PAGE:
Reading that bit, I immediately made the connection to Peter Pan and his shadow, and that link rang true to me because Peter doesn't age any more than Phil does. Peter is also, for the most part, isolated to one small location, the island of Neverland, just as Phil is isolated to the town of Punxsutawney. Also, you may recall that Foley (2004) deals specifically with "Phil's Shadow" which he defines as
his vices, his bad habits and sinful ways that detract from and diminish his God-given goodness. The equation of shadow with vice is apposite, since both are, in St. Augustine's terms, a privation: Shadows are a privation of light, and evil and vice are a privation of good. Significantly, when one of the townies hears Phil Connors's name, he teases him with the admonition, "Watch you for your shadow there, pal!" And significantly, the townie's name is Gus--short, of course, for Augustine.
I'm not sure about that last bit. Maybe Gus is short for Octavius (bonus points if you get that reference, either cinematically or historically). But, it's the better part of Foley's piece, equating Phil's dealing with his selfish and hedonistic tendencies as the shadow he has to stop seeing for his winter to end. As Foley puts it, "As long as Phil wakes up each morning and sees his shadow, there will be for him more winter, more of the same. But if he awakes without a shadow, he will be given spring, new life." The link that Gus makes between Phil and Phil--and which Phil later makes before kidnapping the groundhog and killing them both--is made more than once in Rubin's original script; the "like the groundhog" line regarding Phil's name is said six times in there--by Ralph, by Onlooker Steve, again by Ralph, by a Cop, by a Baker, and by a Priest (with Phil saying it with him).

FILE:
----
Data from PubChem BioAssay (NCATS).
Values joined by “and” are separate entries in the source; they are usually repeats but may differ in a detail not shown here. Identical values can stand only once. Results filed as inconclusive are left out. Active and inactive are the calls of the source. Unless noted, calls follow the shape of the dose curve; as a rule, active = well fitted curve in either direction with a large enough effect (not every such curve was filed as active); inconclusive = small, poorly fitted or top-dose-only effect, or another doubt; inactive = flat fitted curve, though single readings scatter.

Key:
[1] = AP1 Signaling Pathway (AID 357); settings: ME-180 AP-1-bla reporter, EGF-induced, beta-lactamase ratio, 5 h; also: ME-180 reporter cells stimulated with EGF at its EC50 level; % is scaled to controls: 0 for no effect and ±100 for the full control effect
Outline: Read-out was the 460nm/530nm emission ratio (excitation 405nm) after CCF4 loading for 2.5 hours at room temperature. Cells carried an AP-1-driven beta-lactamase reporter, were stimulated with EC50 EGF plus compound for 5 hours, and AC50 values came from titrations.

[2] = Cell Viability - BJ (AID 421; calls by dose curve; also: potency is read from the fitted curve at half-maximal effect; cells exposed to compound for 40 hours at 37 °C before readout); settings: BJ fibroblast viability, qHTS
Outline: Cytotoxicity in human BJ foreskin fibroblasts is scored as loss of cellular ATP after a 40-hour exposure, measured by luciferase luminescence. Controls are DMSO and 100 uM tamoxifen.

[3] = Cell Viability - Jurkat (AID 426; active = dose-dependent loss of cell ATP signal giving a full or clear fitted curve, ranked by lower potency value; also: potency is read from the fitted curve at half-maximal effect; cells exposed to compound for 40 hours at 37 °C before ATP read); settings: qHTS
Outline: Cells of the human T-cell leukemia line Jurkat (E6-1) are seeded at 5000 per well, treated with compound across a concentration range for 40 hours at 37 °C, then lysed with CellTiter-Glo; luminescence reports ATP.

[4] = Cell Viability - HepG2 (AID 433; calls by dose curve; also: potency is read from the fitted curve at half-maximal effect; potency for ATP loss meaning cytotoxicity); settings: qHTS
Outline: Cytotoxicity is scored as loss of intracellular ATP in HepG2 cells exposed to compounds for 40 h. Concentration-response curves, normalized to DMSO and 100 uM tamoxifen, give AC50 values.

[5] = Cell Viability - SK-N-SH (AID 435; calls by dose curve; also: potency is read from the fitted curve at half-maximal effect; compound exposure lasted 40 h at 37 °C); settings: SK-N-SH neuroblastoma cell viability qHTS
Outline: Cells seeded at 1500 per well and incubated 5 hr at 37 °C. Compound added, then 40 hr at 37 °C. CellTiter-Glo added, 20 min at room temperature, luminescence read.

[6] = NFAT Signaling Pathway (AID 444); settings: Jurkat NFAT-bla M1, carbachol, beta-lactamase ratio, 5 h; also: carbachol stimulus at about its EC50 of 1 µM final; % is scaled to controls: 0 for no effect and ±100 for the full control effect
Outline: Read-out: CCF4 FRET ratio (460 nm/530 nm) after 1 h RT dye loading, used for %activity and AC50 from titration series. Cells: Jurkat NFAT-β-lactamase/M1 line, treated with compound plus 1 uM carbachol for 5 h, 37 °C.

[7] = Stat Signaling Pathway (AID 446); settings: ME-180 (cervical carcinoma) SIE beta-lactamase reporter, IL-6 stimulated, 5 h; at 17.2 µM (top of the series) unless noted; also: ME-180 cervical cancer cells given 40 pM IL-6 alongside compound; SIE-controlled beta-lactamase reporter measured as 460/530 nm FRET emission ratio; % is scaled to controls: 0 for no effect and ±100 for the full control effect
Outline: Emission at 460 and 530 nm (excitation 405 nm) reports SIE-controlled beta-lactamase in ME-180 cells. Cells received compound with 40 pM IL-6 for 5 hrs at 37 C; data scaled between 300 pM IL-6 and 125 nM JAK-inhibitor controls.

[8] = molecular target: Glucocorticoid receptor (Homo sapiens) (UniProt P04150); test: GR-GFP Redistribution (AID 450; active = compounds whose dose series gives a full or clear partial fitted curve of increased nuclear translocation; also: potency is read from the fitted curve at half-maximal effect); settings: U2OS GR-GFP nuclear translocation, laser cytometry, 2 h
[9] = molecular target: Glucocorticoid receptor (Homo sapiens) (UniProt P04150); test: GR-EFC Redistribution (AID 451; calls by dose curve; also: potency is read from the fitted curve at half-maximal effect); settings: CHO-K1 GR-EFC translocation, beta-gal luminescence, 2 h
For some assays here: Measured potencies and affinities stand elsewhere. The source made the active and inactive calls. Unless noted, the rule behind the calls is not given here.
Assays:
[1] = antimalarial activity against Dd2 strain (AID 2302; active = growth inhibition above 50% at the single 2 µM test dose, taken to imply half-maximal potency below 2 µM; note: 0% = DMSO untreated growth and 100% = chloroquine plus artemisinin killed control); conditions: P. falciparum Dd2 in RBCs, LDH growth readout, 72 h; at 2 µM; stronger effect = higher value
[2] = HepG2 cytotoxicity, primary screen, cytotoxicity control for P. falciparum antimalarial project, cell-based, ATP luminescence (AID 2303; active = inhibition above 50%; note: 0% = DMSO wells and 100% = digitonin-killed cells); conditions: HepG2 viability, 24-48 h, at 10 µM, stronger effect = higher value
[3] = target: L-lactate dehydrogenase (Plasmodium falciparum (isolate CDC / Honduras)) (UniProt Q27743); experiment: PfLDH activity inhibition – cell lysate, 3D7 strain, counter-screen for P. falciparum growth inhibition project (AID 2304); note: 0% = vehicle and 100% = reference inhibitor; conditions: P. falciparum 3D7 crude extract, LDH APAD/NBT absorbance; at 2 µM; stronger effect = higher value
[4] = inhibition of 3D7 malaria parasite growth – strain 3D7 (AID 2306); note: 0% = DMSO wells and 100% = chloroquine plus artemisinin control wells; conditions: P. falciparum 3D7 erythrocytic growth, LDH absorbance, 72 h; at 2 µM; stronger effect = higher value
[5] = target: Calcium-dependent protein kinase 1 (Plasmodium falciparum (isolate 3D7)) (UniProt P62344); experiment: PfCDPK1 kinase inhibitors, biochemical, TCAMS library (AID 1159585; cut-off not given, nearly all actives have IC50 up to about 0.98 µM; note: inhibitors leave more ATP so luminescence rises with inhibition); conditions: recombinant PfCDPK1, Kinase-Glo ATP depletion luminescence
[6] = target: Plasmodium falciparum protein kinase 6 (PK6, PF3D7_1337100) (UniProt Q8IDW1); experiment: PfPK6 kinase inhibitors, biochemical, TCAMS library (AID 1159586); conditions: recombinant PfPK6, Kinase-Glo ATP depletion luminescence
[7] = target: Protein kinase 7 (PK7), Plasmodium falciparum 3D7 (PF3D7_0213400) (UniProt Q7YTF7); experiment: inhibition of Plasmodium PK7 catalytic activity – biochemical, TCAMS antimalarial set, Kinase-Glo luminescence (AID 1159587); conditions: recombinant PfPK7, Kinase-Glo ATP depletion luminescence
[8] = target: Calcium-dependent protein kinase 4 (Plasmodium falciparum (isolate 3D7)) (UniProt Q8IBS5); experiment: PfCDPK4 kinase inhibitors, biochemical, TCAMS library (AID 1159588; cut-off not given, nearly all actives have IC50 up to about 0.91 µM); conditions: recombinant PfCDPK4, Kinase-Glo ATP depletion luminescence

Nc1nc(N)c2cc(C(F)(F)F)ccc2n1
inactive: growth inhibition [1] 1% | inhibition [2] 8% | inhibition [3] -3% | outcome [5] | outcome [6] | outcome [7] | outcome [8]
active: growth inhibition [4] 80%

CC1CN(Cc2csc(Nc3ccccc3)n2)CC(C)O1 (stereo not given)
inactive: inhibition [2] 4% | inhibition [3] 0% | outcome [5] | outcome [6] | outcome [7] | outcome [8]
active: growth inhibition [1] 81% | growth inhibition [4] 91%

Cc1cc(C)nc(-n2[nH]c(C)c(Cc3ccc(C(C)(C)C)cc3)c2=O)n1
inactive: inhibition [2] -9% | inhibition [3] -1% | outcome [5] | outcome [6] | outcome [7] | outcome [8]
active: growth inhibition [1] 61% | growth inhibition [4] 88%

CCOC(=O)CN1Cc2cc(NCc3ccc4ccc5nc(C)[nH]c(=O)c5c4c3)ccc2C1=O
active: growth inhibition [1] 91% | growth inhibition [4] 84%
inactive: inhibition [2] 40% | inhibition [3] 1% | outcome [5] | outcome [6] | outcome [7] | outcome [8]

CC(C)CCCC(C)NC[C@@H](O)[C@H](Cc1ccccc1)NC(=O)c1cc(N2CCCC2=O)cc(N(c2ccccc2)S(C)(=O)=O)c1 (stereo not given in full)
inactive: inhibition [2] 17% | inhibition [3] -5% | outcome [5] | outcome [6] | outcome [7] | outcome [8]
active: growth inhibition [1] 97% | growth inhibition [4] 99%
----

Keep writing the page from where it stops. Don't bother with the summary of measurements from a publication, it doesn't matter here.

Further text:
Peter Pan--and I must admit I've never read Barrie's story and really only know the character from the animated Disney film and from the television series Once Upon a Time--is not necessarily a particularly admirable character, of course. In Once Upon a Time he's a villain, while that show's version of Hook has been positioned as more of a heroic character (with some edge to him, of course). I wonder who Phil Connors' Hook is, not that the connection to Peter Pan needs to include every character [nor does it when I get to it]. Still, it's fun to think about. Phil is Peter. Rita is Wendy... or maybe Tinkerbell. Or is Laraine Tinkerbell? No, Laraine is just there for that one scene; she's more Tiger Lily. Nancy would be Tinkerbell. Gus and Ralph are the Lost Boys, or maybe all those Inner Circle guys in their matching suits are the Lost Boys. Punxsutawney Phil, dragging the long winter with him, is the crocodile. And, Larry takes the place of Michael and John.
But anyway, I was saying that Peter Pan is not necessarily admirable. Phil Connors is not either, of course. But, he gets better.
Today's reason to repeat a day forever: to map the characters in Groundhog Day onto a whole lot of other myths and stories, from Arthurian legend to the Power Rangers (Rita and Nancy will have to fight over who gets to be the Pink Ranger... or Nancy gets to be pink while Rita, with her big blue coat, will take blue).